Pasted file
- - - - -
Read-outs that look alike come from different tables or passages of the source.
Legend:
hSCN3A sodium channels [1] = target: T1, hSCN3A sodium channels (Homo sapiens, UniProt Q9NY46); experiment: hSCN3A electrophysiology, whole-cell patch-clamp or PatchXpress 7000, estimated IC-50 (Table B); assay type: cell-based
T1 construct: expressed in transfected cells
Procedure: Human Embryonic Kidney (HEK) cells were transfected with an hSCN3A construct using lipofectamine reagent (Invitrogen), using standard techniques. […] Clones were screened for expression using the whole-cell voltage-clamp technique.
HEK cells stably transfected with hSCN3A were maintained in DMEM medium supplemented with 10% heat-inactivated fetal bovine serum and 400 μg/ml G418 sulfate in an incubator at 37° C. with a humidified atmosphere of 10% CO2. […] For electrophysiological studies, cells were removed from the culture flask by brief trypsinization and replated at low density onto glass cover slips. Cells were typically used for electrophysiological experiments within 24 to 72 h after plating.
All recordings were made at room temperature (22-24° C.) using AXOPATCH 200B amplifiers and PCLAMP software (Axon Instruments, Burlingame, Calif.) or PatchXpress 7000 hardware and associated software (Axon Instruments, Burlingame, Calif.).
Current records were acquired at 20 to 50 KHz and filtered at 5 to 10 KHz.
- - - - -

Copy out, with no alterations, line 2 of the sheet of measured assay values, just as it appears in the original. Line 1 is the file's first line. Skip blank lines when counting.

Legend: